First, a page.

Art · 130 people

The Luggage Store Gallery shared a link.
Born and raised in New Mexico, Rye Purvis relocated to San Francisco in 2007 to attend the San Francisco Art Institute, where she graduated with a BFA in Painting in 2011. An incredibly talented still life painter, Purvis manages to assemble our mundane commercial vices (the corner bodega’s usual su...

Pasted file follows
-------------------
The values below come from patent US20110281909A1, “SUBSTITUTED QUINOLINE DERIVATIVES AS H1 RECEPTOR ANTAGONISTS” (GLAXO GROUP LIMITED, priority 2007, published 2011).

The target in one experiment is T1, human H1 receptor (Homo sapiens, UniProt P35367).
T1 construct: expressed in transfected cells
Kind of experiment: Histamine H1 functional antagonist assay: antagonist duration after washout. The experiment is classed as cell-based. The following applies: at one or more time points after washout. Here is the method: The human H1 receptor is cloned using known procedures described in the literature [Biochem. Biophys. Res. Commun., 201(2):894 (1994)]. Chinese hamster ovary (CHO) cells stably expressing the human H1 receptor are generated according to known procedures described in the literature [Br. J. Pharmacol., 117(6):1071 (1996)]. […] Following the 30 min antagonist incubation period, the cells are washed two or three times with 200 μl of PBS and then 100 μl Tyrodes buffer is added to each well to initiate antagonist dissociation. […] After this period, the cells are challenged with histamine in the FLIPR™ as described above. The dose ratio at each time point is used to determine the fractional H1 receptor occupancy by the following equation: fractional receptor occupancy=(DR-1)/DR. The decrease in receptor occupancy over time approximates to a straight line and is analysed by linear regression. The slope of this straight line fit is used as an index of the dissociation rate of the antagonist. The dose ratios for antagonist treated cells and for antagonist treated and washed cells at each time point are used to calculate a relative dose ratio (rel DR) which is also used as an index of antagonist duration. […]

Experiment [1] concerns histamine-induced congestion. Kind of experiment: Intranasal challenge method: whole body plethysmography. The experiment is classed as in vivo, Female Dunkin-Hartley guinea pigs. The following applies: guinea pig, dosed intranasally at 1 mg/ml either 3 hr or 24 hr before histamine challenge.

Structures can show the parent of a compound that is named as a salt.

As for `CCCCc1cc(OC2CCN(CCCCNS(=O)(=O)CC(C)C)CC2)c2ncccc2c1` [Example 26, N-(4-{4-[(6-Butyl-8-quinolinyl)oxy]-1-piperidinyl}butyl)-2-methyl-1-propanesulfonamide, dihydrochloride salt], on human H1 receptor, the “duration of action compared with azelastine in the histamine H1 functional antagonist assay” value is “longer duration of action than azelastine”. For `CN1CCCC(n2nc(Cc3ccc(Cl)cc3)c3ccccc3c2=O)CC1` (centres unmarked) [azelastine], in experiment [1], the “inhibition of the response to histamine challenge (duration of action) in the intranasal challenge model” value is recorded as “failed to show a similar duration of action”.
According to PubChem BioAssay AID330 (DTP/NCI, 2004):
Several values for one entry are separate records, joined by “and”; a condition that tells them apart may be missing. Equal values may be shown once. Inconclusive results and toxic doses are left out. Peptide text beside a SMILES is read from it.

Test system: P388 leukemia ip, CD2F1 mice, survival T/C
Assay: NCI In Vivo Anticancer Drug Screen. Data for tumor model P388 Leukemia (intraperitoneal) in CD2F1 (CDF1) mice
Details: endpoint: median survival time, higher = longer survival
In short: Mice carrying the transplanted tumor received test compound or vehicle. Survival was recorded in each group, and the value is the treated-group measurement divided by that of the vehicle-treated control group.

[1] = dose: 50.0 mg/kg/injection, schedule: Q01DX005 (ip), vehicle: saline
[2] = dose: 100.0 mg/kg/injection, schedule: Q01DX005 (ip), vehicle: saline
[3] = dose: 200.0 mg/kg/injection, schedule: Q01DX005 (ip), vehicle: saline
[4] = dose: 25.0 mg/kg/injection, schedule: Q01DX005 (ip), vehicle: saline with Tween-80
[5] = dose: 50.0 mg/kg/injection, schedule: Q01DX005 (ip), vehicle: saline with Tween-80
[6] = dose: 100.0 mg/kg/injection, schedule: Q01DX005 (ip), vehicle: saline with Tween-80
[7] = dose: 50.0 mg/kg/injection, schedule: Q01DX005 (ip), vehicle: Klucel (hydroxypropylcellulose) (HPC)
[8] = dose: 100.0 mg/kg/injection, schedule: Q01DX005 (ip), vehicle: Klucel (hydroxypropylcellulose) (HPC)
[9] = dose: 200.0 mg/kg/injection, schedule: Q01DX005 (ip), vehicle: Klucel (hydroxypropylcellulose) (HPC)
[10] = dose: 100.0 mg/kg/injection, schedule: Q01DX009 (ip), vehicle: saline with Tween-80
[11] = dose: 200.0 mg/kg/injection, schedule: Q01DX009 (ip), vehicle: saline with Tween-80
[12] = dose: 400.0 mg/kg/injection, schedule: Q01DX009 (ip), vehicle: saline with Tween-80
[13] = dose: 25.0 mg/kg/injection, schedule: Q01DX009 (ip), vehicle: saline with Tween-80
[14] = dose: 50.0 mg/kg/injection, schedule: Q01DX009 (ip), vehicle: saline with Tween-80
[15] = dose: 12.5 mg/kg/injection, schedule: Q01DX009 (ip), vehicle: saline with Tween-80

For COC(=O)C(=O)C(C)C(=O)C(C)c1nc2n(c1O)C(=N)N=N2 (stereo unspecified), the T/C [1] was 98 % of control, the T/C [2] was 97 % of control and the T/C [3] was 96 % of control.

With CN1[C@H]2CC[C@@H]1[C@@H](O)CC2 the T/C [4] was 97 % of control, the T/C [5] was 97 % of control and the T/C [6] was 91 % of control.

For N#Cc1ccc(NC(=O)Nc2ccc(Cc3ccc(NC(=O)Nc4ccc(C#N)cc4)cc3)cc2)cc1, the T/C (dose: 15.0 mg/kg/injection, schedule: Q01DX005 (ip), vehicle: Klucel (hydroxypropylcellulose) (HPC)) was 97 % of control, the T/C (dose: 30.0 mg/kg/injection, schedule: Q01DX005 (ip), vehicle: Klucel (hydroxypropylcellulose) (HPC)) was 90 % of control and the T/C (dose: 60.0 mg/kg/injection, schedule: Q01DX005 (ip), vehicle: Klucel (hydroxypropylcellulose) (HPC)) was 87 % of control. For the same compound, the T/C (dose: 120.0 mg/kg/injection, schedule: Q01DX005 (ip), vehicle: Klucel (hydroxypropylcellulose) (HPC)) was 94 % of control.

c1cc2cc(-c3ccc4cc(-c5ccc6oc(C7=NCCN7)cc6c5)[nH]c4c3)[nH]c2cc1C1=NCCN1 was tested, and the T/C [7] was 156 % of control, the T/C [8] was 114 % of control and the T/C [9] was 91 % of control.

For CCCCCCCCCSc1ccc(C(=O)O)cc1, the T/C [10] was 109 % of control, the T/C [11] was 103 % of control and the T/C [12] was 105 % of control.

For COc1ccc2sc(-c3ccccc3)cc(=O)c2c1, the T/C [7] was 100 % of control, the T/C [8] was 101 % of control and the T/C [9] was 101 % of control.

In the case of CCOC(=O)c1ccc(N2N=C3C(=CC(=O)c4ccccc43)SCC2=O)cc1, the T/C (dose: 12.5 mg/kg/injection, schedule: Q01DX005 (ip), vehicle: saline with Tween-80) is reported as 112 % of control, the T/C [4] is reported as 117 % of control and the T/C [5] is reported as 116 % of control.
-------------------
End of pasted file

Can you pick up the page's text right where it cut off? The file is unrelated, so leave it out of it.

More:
The Luggage Store Gallery added an event.